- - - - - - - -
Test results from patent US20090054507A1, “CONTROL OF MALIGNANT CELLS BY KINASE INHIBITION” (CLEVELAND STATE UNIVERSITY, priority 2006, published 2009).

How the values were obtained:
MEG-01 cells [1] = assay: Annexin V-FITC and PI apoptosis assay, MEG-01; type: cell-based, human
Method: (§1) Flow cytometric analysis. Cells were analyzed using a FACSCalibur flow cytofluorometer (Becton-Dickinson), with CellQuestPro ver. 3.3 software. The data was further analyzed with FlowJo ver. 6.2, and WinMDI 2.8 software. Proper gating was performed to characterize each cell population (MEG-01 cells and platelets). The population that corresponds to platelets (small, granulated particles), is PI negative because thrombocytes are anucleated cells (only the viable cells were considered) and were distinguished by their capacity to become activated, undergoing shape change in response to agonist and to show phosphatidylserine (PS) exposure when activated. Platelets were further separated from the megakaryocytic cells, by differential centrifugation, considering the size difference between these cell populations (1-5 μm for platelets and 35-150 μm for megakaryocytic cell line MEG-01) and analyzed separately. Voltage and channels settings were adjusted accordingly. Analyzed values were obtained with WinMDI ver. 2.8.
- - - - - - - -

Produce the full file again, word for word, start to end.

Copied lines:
Test results from patent US20090054507A1, “CONTROL OF MALIGNANT CELLS BY KINASE INHIBITION” (CLEVELAND STATE UNIVERSITY, priority 2006, published 2009).

How the values were obtained:
MEG-01 cells [1] = assay: Annexin V-FITC and PI apoptosis assay, MEG-01; type: cell-based, human
Method: (§1) Flow cytometric analysis. Cells were analyzed using a FACSCalibur flow cytofluorometer (Becton-Dickinson), with CellQuestPro ver. 3.3 software. The data was further analyzed with FlowJo ver. 6.2, and WinMDI 2.8 software. Proper gating was performed to characterize each cell population (MEG-01 cells and platelets). The population that corresponds to platelets (small, granulated particles), is PI negative because thrombocytes are anucleated cells (only the viable cells were considered) and were distinguished by their capacity to become activated, undergoing shape change in response to agonist and to show phosphatidylserine (PS) exposure when activated. Platelets were further separated from the megakaryocytic cells, by differential centrifugation, considering the size difference between these cell populations (1-5 μm for platelets and 35-150 μm for megakaryocytic cell line MEG-01) and analyzed separately. Voltage and channels settings were adjusted accordingly. Analyzed values were obtained with WinMDI ver. 2.8.